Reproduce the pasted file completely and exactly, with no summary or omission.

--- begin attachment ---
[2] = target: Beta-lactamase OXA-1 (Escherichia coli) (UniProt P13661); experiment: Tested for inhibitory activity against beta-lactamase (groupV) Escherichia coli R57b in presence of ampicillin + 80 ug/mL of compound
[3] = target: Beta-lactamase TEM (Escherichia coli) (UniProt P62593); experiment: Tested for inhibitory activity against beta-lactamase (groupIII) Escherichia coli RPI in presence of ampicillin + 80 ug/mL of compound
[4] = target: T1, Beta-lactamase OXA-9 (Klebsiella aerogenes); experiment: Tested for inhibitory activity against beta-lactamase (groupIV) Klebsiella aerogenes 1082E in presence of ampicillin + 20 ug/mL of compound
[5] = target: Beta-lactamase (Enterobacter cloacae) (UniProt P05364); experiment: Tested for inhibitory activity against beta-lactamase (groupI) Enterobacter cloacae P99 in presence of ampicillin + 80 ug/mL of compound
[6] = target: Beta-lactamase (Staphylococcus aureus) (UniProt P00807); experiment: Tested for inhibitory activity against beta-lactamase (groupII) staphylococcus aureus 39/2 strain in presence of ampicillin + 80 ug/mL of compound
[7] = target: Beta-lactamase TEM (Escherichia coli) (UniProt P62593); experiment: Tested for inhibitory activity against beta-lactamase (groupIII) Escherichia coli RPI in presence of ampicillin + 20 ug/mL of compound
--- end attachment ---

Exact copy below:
[2] = target: Beta-lactamase OXA-1 (Escherichia coli) (UniProt P13661); experiment: Tested for inhibitory activity against beta-lactamase (groupV) Escherichia coli R57b in presence of ampicillin + 80 ug/mL of compound
[3] = target: Beta-lactamase TEM (Escherichia coli) (UniProt P62593); experiment: Tested for inhibitory activity against beta-lactamase (groupIII) Escherichia coli RPI in presence of ampicillin + 80 ug/mL of compound
[4] = target: T1, Beta-lactamase OXA-9 (Klebsiella aerogenes); experiment: Tested for inhibitory activity against beta-lactamase (groupIV) Klebsiella aerogenes 1082E in presence of ampicillin + 20 ug/mL of compound
[5] = target: Beta-lactamase (Enterobacter cloacae) (UniProt P05364); experiment: Tested for inhibitory activity against beta-lactamase (groupI) Enterobacter cloacae P99 in presence of ampicillin + 80 ug/mL of compound
[6] = target: Beta-lactamase (Staphylococcus aureus) (UniProt P00807); experiment: Tested for inhibitory activity against beta-lactamase (groupII) staphylococcus aureus 39/2 strain in presence of ampicillin + 80 ug/mL of compound
[7] = target: Beta-lactamase TEM (Escherichia coli) (UniProt P62593); experiment: Tested for inhibitory activity against beta-lactamase (groupIII) Escherichia coli RPI in presence of ampicillin + 20 ug/mL of compound